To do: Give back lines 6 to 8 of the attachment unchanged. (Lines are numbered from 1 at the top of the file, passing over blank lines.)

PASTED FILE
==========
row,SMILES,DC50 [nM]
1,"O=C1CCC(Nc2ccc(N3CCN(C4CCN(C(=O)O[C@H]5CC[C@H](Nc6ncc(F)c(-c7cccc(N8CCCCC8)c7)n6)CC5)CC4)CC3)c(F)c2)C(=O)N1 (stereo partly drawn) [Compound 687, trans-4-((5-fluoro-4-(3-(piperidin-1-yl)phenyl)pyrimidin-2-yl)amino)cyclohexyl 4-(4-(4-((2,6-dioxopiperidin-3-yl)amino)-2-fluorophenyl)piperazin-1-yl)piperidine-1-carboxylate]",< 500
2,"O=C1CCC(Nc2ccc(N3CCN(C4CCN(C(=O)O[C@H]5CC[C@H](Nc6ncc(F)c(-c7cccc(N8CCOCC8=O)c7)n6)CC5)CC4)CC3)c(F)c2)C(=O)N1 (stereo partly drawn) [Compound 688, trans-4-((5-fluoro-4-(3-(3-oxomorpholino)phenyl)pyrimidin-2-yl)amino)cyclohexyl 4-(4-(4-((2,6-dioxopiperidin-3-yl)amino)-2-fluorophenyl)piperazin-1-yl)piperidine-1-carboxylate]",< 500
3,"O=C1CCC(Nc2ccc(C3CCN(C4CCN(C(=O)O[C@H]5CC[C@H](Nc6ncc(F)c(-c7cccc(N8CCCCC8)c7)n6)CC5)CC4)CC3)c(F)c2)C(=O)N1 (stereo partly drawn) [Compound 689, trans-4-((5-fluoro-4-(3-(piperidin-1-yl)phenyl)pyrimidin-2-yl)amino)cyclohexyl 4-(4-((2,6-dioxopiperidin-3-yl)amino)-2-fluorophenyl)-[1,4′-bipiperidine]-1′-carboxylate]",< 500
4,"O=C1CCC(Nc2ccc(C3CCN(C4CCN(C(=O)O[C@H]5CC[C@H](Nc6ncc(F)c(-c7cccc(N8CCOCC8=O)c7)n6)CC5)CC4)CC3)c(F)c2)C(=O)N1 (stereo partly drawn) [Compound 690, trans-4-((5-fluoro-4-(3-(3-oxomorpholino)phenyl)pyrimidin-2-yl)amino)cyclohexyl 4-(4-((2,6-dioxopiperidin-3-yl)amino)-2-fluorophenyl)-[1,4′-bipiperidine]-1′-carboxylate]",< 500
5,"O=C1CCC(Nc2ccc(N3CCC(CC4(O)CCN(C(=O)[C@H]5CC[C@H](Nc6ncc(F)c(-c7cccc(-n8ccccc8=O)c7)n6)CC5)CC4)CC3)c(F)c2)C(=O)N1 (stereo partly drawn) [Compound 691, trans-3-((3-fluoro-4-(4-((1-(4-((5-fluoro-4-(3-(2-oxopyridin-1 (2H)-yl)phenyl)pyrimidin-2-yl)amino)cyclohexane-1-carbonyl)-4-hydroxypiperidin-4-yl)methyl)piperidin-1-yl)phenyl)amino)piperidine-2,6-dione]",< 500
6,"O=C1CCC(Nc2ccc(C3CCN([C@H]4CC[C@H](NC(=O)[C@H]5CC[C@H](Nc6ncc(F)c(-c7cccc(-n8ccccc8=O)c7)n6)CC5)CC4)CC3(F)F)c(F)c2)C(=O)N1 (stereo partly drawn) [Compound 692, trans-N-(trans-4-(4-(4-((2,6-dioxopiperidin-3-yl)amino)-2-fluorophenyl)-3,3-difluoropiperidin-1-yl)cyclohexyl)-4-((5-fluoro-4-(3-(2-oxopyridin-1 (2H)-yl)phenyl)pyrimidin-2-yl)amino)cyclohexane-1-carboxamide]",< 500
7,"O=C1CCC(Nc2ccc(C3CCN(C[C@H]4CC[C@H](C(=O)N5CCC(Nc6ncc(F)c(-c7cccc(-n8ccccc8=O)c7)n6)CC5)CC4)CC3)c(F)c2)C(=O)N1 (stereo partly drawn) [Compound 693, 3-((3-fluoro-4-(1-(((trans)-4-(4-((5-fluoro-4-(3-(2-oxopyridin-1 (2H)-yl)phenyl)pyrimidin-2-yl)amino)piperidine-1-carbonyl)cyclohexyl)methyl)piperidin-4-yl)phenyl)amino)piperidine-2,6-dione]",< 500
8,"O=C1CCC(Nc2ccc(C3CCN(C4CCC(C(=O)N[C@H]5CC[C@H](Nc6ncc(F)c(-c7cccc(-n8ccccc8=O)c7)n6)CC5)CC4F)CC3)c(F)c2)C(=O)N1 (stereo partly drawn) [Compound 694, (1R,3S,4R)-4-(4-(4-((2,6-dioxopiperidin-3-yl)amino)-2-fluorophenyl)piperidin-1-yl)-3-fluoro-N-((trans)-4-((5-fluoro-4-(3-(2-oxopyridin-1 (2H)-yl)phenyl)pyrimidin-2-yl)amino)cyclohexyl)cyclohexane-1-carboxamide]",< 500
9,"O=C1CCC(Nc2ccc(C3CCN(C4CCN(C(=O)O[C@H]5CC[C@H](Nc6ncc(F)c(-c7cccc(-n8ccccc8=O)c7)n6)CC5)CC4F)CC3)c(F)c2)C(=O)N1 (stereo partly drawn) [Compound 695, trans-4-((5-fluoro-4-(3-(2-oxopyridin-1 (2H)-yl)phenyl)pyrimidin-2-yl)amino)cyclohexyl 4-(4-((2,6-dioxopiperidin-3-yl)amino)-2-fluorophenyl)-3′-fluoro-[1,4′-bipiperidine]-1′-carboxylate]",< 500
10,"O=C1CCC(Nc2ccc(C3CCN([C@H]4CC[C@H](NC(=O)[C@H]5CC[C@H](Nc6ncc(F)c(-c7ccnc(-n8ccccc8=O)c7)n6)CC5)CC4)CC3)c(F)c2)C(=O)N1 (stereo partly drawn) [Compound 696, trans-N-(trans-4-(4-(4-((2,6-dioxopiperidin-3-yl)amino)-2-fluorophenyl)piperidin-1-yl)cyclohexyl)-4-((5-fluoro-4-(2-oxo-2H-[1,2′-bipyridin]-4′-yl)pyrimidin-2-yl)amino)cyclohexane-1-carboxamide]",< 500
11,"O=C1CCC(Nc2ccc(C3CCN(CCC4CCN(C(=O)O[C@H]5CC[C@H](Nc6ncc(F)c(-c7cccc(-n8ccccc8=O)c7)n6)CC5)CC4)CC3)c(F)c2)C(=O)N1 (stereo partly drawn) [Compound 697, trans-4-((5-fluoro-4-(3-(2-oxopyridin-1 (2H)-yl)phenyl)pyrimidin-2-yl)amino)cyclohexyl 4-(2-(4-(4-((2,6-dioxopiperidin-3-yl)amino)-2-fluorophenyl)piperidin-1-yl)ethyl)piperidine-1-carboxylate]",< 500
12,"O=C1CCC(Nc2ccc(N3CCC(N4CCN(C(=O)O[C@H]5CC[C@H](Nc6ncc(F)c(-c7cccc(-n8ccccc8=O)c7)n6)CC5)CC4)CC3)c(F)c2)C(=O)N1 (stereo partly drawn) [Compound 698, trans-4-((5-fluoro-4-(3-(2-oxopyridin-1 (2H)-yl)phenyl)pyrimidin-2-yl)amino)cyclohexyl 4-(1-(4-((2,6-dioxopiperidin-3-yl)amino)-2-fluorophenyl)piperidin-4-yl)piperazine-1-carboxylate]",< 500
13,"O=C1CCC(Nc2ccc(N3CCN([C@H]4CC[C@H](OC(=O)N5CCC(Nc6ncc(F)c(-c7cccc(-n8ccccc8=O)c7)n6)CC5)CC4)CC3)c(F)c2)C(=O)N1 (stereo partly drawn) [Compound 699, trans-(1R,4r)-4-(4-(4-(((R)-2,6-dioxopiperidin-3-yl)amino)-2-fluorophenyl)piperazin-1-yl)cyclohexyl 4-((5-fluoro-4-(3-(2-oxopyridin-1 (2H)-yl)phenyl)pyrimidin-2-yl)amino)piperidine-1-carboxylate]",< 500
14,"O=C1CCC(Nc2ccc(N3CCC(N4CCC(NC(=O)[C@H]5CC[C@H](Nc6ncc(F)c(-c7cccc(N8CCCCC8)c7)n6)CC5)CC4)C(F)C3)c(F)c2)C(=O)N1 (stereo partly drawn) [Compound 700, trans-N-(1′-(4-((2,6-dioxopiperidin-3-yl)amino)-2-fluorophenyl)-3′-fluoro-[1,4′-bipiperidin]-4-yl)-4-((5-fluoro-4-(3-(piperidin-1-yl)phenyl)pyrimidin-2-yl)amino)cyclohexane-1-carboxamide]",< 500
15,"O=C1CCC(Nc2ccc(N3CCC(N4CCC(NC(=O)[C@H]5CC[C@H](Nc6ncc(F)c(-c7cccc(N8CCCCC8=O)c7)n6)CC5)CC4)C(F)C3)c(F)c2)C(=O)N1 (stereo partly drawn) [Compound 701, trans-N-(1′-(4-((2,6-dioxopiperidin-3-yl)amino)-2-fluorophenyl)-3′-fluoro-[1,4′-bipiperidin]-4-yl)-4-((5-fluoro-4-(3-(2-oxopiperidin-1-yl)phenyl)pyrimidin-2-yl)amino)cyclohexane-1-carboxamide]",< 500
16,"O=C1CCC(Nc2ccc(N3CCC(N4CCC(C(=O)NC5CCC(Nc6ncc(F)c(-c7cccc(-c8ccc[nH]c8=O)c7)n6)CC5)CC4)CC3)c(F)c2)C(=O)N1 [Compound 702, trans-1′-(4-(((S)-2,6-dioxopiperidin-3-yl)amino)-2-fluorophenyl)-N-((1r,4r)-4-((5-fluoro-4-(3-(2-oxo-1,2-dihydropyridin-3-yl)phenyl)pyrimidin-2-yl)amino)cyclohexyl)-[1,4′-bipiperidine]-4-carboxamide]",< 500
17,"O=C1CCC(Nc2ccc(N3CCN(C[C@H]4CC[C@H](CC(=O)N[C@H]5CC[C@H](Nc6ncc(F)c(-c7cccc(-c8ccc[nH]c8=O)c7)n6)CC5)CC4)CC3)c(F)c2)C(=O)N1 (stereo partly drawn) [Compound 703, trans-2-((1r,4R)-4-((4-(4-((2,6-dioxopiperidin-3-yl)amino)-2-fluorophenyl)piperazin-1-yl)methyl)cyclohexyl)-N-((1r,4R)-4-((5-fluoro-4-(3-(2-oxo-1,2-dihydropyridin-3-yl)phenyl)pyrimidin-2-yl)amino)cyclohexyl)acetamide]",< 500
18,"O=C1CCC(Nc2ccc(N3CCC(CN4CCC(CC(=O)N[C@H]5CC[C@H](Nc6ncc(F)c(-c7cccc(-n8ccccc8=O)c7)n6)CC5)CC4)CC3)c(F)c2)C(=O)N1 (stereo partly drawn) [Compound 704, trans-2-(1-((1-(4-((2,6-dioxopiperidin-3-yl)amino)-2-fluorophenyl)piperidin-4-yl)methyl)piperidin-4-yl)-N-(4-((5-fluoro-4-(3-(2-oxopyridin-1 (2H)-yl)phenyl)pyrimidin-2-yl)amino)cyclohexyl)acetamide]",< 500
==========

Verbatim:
5,"O=C1CCC(Nc2ccc(N3CCC(CC4(O)CCN(C(=O)[C@H]5CC[C@H](Nc6ncc(F)c(-c7cccc(-n8ccccc8=O)c7)n6)CC5)CC4)CC3)c(F)c2)C(=O)N1 (stereo partly drawn) [Compound 691, trans-3-((3-fluoro-4-(4-((1-(4-((5-fluoro-4-(3-(2-oxopyridin-1 (2H)-yl)phenyl)pyrimidin-2-yl)amino)cyclohexane-1-carbonyl)-4-hydroxypiperidin-4-yl)methyl)piperidin-1-yl)phenyl)amino)piperidine-2,6-dione]",< 500
6,"O=C1CCC(Nc2ccc(C3CCN([C@H]4CC[C@H](NC(=O)[C@H]5CC[C@H](Nc6ncc(F)c(-c7cccc(-n8ccccc8=O)c7)n6)CC5)CC4)CC3(F)F)c(F)c2)C(=O)N1 (stereo partly drawn) [Compound 692, trans-N-(trans-4-(4-(4-((2,6-dioxopiperidin-3-yl)amino)-2-fluorophenyl)-3,3-difluoropiperidin-1-yl)cyclohexyl)-4-((5-fluoro-4-(3-(2-oxopyridin-1 (2H)-yl)phenyl)pyrimidin-2-yl)amino)cyclohexane-1-carboxamide]",< 500
7,"O=C1CCC(Nc2ccc(C3CCN(C[C@H]4CC[C@H](C(=O)N5CCC(Nc6ncc(F)c(-c7cccc(-n8ccccc8=O)c7)n6)CC5)CC4)CC3)c(F)c2)C(=O)N1 (stereo partly drawn) [Compound 693, 3-((3-fluoro-4-(1-(((trans)-4-(4-((5-fluoro-4-(3-(2-oxopyridin-1 (2H)-yl)phenyl)pyrimidin-2-yl)amino)piperidine-1-carbonyl)cyclohexyl)methyl)piperidin-4-yl)phenyl)amino)piperidine-2,6-dione]",< 500